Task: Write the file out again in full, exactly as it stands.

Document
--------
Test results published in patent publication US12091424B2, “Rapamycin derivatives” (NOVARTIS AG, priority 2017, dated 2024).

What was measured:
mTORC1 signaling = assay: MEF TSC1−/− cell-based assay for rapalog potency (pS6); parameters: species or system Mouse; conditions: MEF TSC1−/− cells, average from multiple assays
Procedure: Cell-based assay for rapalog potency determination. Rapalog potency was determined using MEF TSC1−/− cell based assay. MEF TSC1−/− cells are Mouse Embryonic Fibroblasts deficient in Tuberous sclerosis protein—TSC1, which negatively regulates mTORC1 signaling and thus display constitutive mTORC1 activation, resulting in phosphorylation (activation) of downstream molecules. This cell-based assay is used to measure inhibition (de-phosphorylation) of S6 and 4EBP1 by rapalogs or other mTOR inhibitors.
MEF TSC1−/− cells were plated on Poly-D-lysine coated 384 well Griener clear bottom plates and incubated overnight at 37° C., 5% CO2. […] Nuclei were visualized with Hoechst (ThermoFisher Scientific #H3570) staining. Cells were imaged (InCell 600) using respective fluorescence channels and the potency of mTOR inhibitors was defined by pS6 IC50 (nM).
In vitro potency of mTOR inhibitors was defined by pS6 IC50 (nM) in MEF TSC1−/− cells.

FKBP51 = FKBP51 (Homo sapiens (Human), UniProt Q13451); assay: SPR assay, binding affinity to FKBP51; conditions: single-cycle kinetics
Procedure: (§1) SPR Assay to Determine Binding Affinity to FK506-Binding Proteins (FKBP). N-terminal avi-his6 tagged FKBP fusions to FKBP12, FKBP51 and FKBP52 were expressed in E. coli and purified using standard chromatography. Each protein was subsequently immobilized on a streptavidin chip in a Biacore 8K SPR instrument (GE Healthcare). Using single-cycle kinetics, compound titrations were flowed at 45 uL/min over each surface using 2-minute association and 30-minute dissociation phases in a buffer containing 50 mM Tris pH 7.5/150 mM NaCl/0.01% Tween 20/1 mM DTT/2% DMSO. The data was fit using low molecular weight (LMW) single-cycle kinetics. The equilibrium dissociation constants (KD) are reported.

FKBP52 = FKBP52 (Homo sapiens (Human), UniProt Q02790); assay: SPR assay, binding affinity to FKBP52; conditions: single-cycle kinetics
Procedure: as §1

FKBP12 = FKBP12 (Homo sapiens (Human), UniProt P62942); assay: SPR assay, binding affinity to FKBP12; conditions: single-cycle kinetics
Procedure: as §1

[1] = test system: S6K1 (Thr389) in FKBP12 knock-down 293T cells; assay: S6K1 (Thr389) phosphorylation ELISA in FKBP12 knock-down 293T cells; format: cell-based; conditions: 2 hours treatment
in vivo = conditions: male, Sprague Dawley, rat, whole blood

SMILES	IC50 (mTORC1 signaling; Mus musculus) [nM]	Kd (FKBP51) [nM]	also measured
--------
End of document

Test results published in patent publication US12091424B2, “Rapamycin derivatives” (NOVARTIS AG, priority 2017, dated 2024).

What was measured:
mTORC1 signaling = assay: MEF TSC1−/− cell-based assay for rapalog potency (pS6); parameters: species or system Mouse; conditions: MEF TSC1−/− cells, average from multiple assays
Procedure: Cell-based assay for rapalog potency determination. Rapalog potency was determined using MEF TSC1−/− cell based assay. MEF TSC1−/− cells are Mouse Embryonic Fibroblasts deficient in Tuberous sclerosis protein—TSC1, which negatively regulates mTORC1 signaling and thus display constitutive mTORC1 activation, resulting in phosphorylation (activation) of downstream molecules. This cell-based assay is used to measure inhibition (de-phosphorylation) of S6 and 4EBP1 by rapalogs or other mTOR inhibitors.
MEF TSC1−/− cells were plated on Poly-D-lysine coated 384 well Griener clear bottom plates and incubated overnight at 37° C., 5% CO2. […] Nuclei were visualized with Hoechst (ThermoFisher Scientific #H3570) staining. Cells were imaged (InCell 600) using respective fluorescence channels and the potency of mTOR inhibitors was defined by pS6 IC50 (nM).
In vitro potency of mTOR inhibitors was defined by pS6 IC50 (nM) in MEF TSC1−/− cells.

FKBP51 = FKBP51 (Homo sapiens (Human), UniProt Q13451); assay: SPR assay, binding affinity to FKBP51; conditions: single-cycle kinetics
Procedure: (§1) SPR Assay to Determine Binding Affinity to FK506-Binding Proteins (FKBP). N-terminal avi-his6 tagged FKBP fusions to FKBP12, FKBP51 and FKBP52 were expressed in E. coli and purified using standard chromatography. Each protein was subsequently immobilized on a streptavidin chip in a Biacore 8K SPR instrument (GE Healthcare). Using single-cycle kinetics, compound titrations were flowed at 45 uL/min over each surface using 2-minute association and 30-minute dissociation phases in a buffer containing 50 mM Tris pH 7.5/150 mM NaCl/0.01% Tween 20/1 mM DTT/2% DMSO. The data was fit using low molecular weight (LMW) single-cycle kinetics. The equilibrium dissociation constants (KD) are reported.

FKBP52 = FKBP52 (Homo sapiens (Human), UniProt Q02790); assay: SPR assay, binding affinity to FKBP52; conditions: single-cycle kinetics
Procedure: as §1

FKBP12 = FKBP12 (Homo sapiens (Human), UniProt P62942); assay: SPR assay, binding affinity to FKBP12; conditions: single-cycle kinetics
Procedure: as §1

[1] = test system: S6K1 (Thr389) in FKBP12 knock-down 293T cells; assay: S6K1 (Thr389) phosphorylation ELISA in FKBP12 knock-down 293T cells; format: cell-based; conditions: 2 hours treatment
in vivo = conditions: male, Sprague Dawley, rat, whole blood

SMILES	IC50 (mTORC1 signaling; Mus musculus) [nM]	Kd (FKBP51) [nM]	also measured